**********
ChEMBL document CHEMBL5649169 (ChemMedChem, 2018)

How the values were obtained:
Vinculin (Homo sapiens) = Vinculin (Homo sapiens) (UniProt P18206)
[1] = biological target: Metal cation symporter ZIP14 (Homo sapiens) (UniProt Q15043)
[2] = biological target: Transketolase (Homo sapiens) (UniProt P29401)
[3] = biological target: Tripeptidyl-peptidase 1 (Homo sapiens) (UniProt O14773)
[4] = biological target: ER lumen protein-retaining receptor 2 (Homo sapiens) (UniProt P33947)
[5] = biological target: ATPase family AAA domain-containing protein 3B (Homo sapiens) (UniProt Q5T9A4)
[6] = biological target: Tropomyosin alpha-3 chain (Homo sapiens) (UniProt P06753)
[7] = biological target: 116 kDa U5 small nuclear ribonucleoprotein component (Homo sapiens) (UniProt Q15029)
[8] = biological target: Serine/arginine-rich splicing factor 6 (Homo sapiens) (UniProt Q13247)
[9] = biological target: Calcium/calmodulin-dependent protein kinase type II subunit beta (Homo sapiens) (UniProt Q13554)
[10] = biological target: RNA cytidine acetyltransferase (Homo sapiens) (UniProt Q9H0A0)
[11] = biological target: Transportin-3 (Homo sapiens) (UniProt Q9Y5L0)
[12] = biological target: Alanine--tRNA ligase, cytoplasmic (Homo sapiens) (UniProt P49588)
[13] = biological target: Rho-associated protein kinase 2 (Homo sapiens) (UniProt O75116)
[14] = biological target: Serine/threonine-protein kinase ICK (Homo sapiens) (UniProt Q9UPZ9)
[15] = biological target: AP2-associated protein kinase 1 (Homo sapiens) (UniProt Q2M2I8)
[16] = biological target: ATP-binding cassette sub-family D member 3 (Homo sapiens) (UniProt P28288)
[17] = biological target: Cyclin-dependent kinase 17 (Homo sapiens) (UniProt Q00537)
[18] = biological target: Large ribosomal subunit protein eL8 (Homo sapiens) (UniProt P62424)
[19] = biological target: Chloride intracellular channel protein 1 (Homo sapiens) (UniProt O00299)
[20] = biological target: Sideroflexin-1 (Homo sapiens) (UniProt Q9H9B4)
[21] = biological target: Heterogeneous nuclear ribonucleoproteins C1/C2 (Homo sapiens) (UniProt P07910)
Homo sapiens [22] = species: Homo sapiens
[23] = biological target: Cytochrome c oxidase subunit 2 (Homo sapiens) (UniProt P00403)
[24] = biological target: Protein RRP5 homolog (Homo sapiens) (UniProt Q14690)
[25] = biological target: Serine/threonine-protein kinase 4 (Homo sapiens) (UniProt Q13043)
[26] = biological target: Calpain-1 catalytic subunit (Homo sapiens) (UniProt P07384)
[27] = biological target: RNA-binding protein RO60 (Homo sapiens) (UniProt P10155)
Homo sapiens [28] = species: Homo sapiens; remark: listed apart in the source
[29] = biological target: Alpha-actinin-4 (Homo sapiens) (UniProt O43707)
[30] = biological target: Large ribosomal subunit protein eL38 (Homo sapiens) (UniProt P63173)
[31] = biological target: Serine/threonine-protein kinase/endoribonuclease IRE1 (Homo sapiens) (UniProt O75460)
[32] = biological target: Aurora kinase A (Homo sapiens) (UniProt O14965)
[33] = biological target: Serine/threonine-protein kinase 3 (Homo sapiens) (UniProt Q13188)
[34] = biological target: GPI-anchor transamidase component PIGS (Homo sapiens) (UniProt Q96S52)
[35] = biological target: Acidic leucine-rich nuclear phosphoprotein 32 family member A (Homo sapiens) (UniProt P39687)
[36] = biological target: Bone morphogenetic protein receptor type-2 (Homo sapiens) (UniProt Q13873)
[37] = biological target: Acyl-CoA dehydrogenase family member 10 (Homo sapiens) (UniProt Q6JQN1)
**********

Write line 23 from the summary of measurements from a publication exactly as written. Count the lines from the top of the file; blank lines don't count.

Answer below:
[20] = biological target: Sideroflexin-1 (Homo sapiens) (UniProt Q9H9B4)